Deanna Durbin, a star whose songs and smile made her one of the biggest box office draws of Hollywood’s Golden Age with fans that included Winston Churchill, has died.
Durbin died on about April 20 in a village outside Paris where she had lived, out of public view, since 1949, family friend Bob Koster of Los Angeles told The Associated Press on Wednesday. Koster’s father, Henry Koster, directed six of Durbin’s films. Bob Koster did not know the cause of death.
At the height of her career, the Canadian-born Durbin, who made her first feature, “Three Smart Girls,” at age 13, was among the highest-paid actresses.
Her admirers included Churchill, who said she was his favorite star according to biographer William Manchester, and Anne Frank, who had Durbin’s photo pasted on the wall in the secret quarters where she and her family hid in Nazi-occupied Amsterdam.
In 1938 she received an honorary Academy Award for her “significant contribution in bringing to the screen the spirit and personification of youth.”
Her hair, makeup and on-screen outfits set fashion trends worldwide and were emulated by millions. In the 1941 hit “Nice Girl?” Durbin, then 20, wore a spangled white organdy dress, ruffled and modestly cut, that became the rage at proms and country club dances across the United States.
“She was one of the last really legitimate movie stars from the 1930s who was still with us,” film historian Alan K. Rode told the Los Angeles Times. “She was a huge box-office star for a short period of time.”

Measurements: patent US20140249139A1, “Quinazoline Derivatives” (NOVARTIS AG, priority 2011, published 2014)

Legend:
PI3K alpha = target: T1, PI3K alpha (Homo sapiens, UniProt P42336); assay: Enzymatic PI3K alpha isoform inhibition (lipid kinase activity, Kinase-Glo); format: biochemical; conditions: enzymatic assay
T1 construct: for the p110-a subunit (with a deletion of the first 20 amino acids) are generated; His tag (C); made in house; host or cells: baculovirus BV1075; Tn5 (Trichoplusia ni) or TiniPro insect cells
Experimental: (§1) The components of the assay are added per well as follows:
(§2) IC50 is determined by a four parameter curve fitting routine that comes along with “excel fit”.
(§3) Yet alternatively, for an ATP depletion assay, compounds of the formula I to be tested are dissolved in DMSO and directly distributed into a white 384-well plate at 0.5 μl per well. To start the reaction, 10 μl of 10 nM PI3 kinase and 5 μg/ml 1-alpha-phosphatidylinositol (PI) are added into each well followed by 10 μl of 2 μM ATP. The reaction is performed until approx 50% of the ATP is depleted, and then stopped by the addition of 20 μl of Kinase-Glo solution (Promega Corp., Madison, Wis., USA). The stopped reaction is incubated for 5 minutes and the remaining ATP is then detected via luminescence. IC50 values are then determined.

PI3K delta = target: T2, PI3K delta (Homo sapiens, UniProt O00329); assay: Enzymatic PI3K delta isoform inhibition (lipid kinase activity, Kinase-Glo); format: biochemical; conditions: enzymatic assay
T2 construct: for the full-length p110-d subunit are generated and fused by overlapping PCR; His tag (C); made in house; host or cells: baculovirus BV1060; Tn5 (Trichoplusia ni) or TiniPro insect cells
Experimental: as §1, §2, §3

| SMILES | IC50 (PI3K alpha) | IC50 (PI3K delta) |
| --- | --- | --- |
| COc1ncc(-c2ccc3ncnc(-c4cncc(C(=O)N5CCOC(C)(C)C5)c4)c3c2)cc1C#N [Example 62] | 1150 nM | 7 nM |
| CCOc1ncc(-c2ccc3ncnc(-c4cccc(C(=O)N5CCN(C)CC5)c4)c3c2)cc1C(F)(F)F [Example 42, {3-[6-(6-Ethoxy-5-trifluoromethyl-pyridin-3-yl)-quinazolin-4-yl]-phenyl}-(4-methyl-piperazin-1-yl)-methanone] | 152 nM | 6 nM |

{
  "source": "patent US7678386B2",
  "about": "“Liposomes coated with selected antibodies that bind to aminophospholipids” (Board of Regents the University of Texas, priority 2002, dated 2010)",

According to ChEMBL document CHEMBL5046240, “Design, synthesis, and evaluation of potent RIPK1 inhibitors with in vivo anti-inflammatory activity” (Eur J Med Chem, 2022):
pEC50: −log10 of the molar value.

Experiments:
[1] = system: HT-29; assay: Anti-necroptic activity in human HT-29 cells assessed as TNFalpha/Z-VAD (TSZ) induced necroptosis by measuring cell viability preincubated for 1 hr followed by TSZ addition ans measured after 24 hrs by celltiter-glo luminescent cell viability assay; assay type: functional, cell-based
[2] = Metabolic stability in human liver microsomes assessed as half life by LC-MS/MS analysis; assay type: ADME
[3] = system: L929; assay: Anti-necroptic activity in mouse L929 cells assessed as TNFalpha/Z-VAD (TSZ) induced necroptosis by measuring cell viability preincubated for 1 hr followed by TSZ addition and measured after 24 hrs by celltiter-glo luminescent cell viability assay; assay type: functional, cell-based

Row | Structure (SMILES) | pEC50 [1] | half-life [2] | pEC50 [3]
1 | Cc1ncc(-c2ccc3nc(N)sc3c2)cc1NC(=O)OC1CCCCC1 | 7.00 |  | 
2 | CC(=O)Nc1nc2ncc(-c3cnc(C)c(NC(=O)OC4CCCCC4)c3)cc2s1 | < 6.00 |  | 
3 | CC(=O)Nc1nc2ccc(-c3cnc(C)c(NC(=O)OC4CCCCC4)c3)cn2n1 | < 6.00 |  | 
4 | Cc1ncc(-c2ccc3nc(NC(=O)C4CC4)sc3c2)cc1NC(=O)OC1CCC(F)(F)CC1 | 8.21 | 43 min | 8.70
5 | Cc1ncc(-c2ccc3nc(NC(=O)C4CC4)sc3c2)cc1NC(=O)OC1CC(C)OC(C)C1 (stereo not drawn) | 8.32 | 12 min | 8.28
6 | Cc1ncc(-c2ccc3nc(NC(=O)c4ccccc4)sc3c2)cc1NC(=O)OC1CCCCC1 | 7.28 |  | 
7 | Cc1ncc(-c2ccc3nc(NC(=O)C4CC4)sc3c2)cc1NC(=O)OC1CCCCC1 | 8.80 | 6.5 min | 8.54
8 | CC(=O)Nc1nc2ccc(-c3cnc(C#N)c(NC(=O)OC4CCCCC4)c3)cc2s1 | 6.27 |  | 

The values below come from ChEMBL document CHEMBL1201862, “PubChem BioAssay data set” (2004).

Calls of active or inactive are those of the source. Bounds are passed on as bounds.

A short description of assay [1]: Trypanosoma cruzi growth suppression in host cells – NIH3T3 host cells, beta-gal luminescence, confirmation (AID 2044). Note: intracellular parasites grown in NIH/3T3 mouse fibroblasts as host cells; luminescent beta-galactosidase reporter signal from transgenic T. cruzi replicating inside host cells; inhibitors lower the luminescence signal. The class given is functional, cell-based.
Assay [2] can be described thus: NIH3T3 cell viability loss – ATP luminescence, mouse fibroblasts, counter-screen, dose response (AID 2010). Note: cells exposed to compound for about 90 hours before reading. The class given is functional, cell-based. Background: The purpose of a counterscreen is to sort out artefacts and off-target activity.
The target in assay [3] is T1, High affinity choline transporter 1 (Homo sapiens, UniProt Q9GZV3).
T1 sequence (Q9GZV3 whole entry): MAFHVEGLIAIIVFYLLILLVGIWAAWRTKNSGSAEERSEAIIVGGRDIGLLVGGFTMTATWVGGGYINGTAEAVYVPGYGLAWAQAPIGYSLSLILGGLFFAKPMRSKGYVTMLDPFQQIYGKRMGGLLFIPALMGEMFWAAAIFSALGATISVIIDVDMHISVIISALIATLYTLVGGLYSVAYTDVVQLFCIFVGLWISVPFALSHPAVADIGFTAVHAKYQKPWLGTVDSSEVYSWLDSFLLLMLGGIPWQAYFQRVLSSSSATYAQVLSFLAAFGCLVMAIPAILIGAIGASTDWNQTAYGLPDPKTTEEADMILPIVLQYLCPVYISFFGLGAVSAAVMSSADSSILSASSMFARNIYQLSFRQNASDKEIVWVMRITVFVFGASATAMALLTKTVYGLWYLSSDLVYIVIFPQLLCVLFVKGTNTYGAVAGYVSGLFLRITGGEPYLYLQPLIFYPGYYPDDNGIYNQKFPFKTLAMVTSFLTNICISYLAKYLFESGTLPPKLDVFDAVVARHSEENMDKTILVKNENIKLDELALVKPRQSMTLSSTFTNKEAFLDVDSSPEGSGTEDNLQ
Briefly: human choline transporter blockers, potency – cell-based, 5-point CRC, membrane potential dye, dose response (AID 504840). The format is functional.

But Durbin retired from the movies at age 28 and never looked back despite appeals from directors, studios and fans.
Deanna Durbin was born Edna Mae Durbin on Dec. 4, 1921 in Winnipeg, Canada. Because of illness, her father moved the family to Los Angeles where the young Edna was discovered by a talent scout while singing at a school recital.
In 1936, she co-starred with Judy Garland in “Every Sunday.” The financially struggling Universal hired her to star in “Three Smart Girls.” It was Durbin’s first full-length feature, and it was a huge success thanks to the young actress’ strong screen presence. A year later, “One Hundred Men and a Girl” followed suit, saving Universal from bankruptcy and earning the renamed Deanna Durbin the nickname, “the mortgage lifter.”
Rode said Durbin, along with Abbott and Costello, “saved the studio from going down the tubes.”
By 1939 child roles were becoming increasingly out-of-reach for Durbin who had grown into a mature young woman. She was passed over for the role of Dorothy in the classic “Wizard of Oz” and Garland got the part. That same year saw her first on-screen kiss — with Robert Stack — and the news bumped war headlines off daily papers.
Durbin married cinematographer Vaughn Paul in 1941, and was divorced in 1943.
She made “Can’t Help Singing,” her first and only Technicolor film, in 1944. Her other films were in black-and-white because studio executives said it was too expensive to have Deanna Durbin and color film in the same movie.
That same year she married playwright Felix Jackson, 20 years her senior. They had one daughter and divorced in 1949.
In 1945, Durbin made “Lady on a Train” — directed by Charles David, whom she married five years later. The two moved to France and had a son. David died in 1999.
After her early retirement, Durbin repeatedly dismissed speculation that she might someday return to the screen. Responding to a request for an interview from The Associated Press in 1958, Durbin wrote that she was reveling in the anonymity she found living in the French countryside.
“I’ve gained weight, I do my own shopping, bring up my two children and sing an hour every day,” she wrote.
Durbin is survived by her daughter, Jessica Jackson, and her son, Peter H. David.
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